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Garbo greets travelers to Sweden

Stockholm, Sweden � Air travelers flying over the northern city of Umeaa can catch a glimpse of Swedish film star Greta Garbo's mysterious gaze.

A group of students from the local university has honored Garbo, who died in 1990 at 84, with a giant portrait made with an art form known as "land art."

The six students used different shades of sand and dirt from a nearby sandpit to replicate a digital picture of a young Garbo. The portrait measures 17-by-21, said Fredrik Jonsson, 33, one of the artists.

The portrait took a week to complete, Jonsson said, and the weather will determine how long it lasts.

"It has already rained," he said. "But she still looks to be in good spirits."

Garbo's films include 1930s film classics "Mata Hari" and "Anna Karenina."

Malkovich tries being a director

San Sebastian, Spain � Actor John Malkovich tackled a dense political drama inspired by the capture of former Peruvian guerrilla leader Abimael Guzman for his directorial debut, "The Dancer Upstairs."

Based on the novel by Nicholas Shakespeare, the film was shown Thursday at the San Sebastian International Film Festival.

The movie, set in an unidentified Latin American country, describes a social climate where political corruption is universal and public indifference so ingrained that a brutal revolution is almost unnoticed.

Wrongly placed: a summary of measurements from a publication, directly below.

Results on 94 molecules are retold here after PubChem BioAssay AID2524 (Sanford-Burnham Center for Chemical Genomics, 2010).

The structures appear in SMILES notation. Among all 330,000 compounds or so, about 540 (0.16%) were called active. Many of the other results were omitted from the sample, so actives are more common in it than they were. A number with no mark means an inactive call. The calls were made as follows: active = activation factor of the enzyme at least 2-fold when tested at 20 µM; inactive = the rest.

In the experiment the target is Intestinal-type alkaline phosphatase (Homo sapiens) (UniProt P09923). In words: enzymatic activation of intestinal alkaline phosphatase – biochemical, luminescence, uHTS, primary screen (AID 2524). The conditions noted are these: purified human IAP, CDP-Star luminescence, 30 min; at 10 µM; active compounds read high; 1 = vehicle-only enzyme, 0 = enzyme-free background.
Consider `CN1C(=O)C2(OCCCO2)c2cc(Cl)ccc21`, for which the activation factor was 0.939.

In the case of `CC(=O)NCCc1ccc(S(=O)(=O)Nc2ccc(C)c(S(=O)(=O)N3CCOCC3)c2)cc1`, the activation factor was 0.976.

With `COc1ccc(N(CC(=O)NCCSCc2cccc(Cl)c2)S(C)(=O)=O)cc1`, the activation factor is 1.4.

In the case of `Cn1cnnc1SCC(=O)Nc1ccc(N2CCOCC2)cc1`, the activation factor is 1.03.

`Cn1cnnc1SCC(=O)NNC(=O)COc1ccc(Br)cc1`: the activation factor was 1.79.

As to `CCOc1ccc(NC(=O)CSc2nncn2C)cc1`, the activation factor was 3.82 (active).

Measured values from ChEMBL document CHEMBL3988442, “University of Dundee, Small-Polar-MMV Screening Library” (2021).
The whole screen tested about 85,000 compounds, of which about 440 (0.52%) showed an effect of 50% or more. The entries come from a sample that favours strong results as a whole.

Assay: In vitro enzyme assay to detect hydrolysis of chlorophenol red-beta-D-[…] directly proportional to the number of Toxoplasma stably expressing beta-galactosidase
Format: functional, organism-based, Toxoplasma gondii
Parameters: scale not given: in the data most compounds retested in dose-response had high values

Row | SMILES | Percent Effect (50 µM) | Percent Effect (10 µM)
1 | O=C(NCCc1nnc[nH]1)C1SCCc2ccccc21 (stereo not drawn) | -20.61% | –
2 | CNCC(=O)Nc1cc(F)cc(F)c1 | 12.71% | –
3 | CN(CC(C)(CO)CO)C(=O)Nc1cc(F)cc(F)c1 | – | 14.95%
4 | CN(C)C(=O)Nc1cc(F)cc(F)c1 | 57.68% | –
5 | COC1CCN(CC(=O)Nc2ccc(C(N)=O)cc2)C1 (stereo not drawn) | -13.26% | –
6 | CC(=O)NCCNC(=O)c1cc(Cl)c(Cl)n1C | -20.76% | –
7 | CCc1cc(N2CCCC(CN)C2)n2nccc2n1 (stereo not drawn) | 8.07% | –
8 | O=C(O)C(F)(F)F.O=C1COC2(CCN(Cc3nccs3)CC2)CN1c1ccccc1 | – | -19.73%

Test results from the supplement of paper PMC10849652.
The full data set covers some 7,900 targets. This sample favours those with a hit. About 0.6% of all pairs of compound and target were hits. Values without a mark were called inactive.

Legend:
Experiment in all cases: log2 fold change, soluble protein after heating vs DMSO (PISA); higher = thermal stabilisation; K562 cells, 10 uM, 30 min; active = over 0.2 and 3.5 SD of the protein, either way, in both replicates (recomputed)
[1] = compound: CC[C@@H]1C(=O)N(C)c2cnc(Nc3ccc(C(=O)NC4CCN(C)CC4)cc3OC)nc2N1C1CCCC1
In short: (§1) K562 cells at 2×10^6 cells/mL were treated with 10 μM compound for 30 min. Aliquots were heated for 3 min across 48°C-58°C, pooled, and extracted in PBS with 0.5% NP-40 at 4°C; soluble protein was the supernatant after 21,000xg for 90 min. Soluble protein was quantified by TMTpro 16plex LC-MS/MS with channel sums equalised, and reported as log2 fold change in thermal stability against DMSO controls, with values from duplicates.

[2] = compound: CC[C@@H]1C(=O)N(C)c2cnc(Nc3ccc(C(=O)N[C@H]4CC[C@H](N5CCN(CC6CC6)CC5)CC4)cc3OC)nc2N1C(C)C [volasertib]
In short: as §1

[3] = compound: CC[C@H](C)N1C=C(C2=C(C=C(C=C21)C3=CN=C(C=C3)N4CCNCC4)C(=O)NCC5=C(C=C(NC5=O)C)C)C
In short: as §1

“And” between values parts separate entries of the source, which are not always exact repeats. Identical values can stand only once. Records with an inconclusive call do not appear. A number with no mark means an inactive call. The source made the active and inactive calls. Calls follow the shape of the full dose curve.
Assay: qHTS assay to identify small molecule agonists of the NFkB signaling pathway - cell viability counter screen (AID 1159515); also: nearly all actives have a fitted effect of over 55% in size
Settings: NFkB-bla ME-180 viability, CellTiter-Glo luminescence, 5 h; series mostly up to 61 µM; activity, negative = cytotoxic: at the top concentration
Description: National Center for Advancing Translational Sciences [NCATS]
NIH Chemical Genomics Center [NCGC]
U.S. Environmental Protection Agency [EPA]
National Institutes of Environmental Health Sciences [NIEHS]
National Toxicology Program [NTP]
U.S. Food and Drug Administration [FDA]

Javier Bardem plays an idealistic lawyer-turned-politician who faces the challenge of capturing a mysterious guerrilla leader.

Bowie back where Ziggy died

London � David Bowie is returning to the venue where he killed off his most famous creation, Ziggy Stardust, nearly 30 years ago.

The 55-year-old star said Friday he'll perform Oct. 2 at London's Carling Apollo, which was known in the 1970s as the Hammersmith Odeon.

"This has got to be one of the great venues in London. It should be a thrill to play it again," Bowie said.

The performer stunned his fans in 1973 when he rounded off a Ziggy tour at the Odeon by telling them: "This show will stay the longest in our memories, not just because it is the end of the tour but because it is the last show we'll ever do."

At the Oct. 2 concert, he'll play many of his classics as well as songs from his recent "Heathen" album. But he gave no indication that he has any plans to resurrect Ziggy.

Music director wins top honors

Cincinnati � Leonard Slatkin, music director of the National Symphony Orchestra, has been inducted into the American Classical Music Hall of Fame.

Slatkin, 58, has served seven years as conductor of the Washington-based orchestra. He previously was music director of the St. Louis Symphony.

His induction was in recognition of his advocacy of American music, his international reputation and his support for arts education in public schools. The hall of fame is in Cincinnati.

"Such a distinction would not be possible without the many American composers who have entrusted me with their music and the many orchestras that have embraced the new and different, especially my own National Symphony Orchestra," he said.

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